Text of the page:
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Careers in Cyber Security: Train to Become an Information Systems Security Specialist

Train to become an Information Systems Security Specialist

August 10, 2015

With hackers breaking into computers at some of the largest retailers in the world, it’s no wonder companies are pulling out all the stops to avoid becoming the latest target of cyber crime. Which is why a growing number of schools such as UC Irvine Extension are building comprehensive cyber security education programs.

“There are so many attacks these days,” said Ian Harris, an associate professor at UC Irvine’s Donald Bren School of Information and Computer Sciences who also teaches an information systems security course at UCI Extension and serves as an advisor to the program. “It’s obvious to everybody that we have a serious problem and we need more experts who are properly trained to respond.”

UCI is ahead of the game. The Information Systems Security certificate program offered by UCI Extension teaches the principles of designing, engineering and managing secure information systems. Disaster recovery planning, cryptography, legal issues, regulations and investigations are among the topics covered.

Courses include Introduction to Information Systems Security, Security Architecture & Design, Database Security and Ethical Hacking. A course titled Introduction to Computer Forensics offers practical experience in analyzing data to uncover misuse and teaches how to extract digital evidence from computers. Another course, Host and OS Security, examines the security aspects of Windows Vista, MAC and Apple OS technology. Harris teaches Reverse Engineering, a hands-on course covering a key strategy for stopping malware attacks.

The program prepares students to take the Certified Information Systems Security Professional exam administered by the International Information Systems Security Certification Consortium. Roughly 94,000 people in 149 countries hold CISSP accreditation.

The program is designed not only to benefit security professionals who require the certification, but also those who want to expand their cyber security skills or start a new career.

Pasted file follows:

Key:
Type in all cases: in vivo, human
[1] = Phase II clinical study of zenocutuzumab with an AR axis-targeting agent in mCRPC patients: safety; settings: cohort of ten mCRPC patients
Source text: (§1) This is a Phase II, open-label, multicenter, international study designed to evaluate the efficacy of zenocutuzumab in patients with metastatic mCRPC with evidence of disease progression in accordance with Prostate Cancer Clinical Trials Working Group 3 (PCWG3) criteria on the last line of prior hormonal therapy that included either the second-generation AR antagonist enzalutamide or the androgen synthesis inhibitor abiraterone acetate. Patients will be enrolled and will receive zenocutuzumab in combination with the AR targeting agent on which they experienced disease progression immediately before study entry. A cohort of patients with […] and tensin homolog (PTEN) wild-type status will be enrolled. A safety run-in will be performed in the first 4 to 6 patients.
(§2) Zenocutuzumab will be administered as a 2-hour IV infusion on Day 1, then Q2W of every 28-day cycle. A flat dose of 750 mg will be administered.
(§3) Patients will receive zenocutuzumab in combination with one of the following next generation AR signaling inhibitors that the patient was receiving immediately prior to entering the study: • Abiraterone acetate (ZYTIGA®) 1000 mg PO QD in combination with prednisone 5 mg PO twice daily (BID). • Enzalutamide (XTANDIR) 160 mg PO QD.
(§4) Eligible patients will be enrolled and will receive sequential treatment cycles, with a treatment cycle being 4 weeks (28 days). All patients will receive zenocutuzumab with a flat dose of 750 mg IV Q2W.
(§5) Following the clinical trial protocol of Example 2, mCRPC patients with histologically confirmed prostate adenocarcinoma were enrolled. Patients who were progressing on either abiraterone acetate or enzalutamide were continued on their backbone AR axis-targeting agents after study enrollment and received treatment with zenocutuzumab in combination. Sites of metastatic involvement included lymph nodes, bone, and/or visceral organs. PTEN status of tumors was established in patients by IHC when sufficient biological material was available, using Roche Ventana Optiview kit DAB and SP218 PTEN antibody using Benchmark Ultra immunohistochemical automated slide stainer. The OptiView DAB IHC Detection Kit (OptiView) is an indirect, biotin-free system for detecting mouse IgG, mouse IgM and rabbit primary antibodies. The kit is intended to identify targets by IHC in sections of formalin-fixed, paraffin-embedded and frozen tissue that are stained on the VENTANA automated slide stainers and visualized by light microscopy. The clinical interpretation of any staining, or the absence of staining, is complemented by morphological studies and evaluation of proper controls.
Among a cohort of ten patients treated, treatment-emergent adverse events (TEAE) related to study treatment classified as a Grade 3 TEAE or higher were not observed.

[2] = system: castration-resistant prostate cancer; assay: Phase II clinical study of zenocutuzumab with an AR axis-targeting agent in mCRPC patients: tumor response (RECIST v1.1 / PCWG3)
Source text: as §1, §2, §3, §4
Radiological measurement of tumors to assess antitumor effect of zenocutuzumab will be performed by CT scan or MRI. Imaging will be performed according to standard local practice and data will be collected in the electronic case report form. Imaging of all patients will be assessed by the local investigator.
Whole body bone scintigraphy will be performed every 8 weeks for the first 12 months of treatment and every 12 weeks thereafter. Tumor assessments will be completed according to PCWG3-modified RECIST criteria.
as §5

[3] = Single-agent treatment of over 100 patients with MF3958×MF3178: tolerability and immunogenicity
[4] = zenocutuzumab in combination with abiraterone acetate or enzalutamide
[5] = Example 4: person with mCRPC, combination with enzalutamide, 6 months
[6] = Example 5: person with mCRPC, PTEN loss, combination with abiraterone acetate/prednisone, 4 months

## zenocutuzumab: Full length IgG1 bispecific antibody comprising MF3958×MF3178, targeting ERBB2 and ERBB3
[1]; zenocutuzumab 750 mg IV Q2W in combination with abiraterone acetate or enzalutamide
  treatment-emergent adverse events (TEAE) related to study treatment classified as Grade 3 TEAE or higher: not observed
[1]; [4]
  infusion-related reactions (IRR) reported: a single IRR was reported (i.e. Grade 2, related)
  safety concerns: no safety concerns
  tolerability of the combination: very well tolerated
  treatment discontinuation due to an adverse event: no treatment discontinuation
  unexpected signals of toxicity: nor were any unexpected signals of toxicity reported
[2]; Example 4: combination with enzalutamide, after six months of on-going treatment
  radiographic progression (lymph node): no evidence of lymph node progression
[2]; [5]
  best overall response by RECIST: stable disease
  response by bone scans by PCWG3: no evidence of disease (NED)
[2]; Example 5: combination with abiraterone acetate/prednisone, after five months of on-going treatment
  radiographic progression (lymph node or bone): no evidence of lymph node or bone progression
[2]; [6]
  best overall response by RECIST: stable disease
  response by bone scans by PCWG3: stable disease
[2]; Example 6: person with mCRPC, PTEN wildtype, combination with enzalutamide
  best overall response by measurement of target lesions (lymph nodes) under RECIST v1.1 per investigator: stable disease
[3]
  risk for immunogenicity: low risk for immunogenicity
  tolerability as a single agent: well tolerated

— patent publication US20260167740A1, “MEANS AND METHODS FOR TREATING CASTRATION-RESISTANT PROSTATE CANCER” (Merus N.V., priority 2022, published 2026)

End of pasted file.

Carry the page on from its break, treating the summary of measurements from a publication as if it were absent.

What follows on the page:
Graduates should have few problems finding work. The Bureau of Labor Statistics forecasts the number of computer network security analysts will skyrocket 37% from 2012 to 2022. “Demand for information security analysts is expected to be very high as these analysts will be needed to come up with innovative solutions to prevent hackers from stealing critical information or creating havoc on computer networks,” states the Bureau in its analysis.

The average annual salary for a computer network security analyst nationwide was $91,210 in 2013. In California, the average was $102,460, or just under $50 per hour.

Those who work in the industry must sometimes feel as though they’re playing a game of Whack-A-Mole. Thanks to cyber criminals, identity theft in 2014 topped the Federal Trade Commission’s national ranking of consumer complaints for the 15th consecutive year, with more than 332,000 complaints, according to the Federal Trade Commission's 2014 Consumer Sentinel Network Data Book, an online database of millions of consumer complaints compiled for law enforcement.

The stakes could get even higher. A controlled test hack by Wired Magazine recently showed that hackers could take control of a moving Jeep through the vehicle’s wireless communications system.

There is a significant need for people who are trained in the field of advanced computer and network security, and there will continue to be a significant need for many years to come. Ian Harris
Associate Professor
UC Irvine‘s Donald Bren School of Information and Computer Sciences

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